Fortunately for us — and for Ms. Takeuchi as well — mythologies from around the world are absolutely full of stories of gods and goddesses of the Moon. If it weren’t for Japan’s story of a Moon rabbit,9 we’d never even have the Usagi Tsukino we all know and love today.
Over in China, however, there was quite a different story being told about the goings-on up on the Moon: the story of Wu Gang and the osmanthus tree.10 As Wikipedia puts it:
[Wu Gang] is known for endlessly cutting down a self-healing osmanthus tree on the Moon, a divine punishment which has led to his description as the Chinese Sisyphus.
While this is fascinating in its own right, long-time readers will have probably picked up where I’m going with this.
Kinmokusei (キンモク星 — the star that is definitely not a planet) is a wordplay on Kakyuu’s representative flower of the same name, kinmokusei (金木犀). Otherwise known in English as osmanthus fragrans.11 The very same osmanthus that we just mentioned being on the moon.
So much like how Usagi is herself a reference to a Japanese legend surrounding the Moon, so too is Princess Kakyuu, but this time for a Chinese myth meant to explain away the lunar phases.
I can’t help but wonder if this also serves as an explanation for why the Starlights came to Earth and created an all-boy band to attract Kakyuu. The Japanese name for Wu Gang is Katsura Otoko (桂男; lit. man of the Japanese Judas trees / “Man in the Moon”),12 though in Japanese slang now this word has come to be used to refer to a hot/attractive man.13 You know, not much unlike a hot boy band.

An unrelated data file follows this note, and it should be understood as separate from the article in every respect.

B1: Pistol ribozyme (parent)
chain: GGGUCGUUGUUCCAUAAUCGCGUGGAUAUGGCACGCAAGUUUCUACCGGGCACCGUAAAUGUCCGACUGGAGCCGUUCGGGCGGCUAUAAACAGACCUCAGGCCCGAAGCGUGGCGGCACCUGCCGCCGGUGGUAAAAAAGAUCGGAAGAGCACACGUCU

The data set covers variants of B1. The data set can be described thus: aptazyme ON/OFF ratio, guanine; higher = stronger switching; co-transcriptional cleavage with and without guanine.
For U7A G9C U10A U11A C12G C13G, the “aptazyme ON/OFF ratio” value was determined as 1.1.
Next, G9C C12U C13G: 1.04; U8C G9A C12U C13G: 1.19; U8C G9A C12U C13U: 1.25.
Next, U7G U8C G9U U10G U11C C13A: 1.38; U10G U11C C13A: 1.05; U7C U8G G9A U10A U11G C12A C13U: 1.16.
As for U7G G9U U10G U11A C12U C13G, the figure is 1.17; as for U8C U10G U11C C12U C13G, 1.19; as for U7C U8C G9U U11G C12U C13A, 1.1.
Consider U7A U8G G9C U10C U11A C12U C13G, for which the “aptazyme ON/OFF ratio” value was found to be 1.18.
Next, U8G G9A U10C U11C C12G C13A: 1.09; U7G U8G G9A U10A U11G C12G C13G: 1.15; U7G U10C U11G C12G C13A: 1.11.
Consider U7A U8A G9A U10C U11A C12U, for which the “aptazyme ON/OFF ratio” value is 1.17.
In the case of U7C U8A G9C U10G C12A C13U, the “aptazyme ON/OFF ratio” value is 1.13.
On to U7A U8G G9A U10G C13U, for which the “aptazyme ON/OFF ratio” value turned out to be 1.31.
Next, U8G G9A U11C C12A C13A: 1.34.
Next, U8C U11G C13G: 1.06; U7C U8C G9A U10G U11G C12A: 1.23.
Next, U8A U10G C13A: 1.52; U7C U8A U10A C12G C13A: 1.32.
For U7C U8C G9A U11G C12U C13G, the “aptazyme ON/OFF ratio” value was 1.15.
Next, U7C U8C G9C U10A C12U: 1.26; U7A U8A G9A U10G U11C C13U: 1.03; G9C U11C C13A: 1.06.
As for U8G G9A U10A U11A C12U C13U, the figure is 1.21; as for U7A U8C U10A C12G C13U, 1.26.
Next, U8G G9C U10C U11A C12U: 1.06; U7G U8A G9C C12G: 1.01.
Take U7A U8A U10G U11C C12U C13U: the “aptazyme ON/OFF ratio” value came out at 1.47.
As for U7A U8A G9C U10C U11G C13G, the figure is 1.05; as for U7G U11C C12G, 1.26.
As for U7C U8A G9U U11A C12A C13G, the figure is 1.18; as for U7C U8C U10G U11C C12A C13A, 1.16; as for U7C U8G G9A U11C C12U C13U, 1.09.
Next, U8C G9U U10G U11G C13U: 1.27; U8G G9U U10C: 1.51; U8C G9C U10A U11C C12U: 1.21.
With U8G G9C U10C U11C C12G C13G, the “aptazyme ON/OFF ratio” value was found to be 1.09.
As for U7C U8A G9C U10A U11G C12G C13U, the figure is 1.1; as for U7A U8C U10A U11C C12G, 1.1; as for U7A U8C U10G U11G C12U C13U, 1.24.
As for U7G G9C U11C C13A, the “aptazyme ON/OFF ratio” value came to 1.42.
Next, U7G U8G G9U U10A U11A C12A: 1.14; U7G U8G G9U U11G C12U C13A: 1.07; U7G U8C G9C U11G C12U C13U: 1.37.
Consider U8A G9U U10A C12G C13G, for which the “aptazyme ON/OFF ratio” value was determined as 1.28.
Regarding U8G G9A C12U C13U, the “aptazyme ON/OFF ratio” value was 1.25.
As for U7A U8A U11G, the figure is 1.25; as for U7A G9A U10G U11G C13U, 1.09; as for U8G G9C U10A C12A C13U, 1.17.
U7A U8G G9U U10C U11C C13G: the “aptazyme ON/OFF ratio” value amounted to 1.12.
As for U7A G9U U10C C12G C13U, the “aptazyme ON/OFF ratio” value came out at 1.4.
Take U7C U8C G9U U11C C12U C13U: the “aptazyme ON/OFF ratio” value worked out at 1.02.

As for what this all means? Unfortunately, that’s the hardest question of all to answer, because it’s not like we can just knock on Ms. Takeuchi’s door and ask what she was thinking. All we can really do is speculate and theorize.
That said, I think it’s pretty obvious that Princess Kakyuu, both in design and origin, was meant to be inspired by traditional Chinese fashion and mythology. The osmanthus connection is just too strong, and all of the little elements of her costume that Ms. Takeuchi pointed out indicate this was intentional. I mean, it’s in her hat, on her forehead, and more.
What’s less obvious, though, is whether the legend of Wu Gang (and the related Japanese slang) really does have anything to do with one of the biggest mysteries of Sailor Moon-dom: just what the heck is going on with that whole Three Lights thing??
I intend to do some more research on this, which will hopefully turn into an article on its own, but in the mean time, I’d love to hear if you have any theories or questions related to the Sailor Starlights,14 the Three Lights,15 or Kakyuu! Let me know down below.
- See Japanese School Uniforms (Wikipedia) ↩
- See Selene (Wikipedia) ↩
- See Endymion (Wikipedia) ↩
- See p. 96 of the Materials Collection ↩
- See 簪 (Jisho.org) ↩
- See Censer (Wikipedia) ↩
- See Fengguan (Wikipedia) ↩
- See Chinese Shoe Culture (II) Why Were Toes Upturned? ↩
- See Moon Rabbit (Wikipedia) ↩
- See Wu Gang (Wikipedia) ↩
- See Osmanthus Fragrans (Wikipedia) ↩
- See 桂男 (Jisho.org) ↩
- See definition 2 of 桂男 (Kotobank) ↩
- Unless it’s about Sailor Star Maker… she and her forehead are off limits. ↩
- Oh, and Taiki too. ↩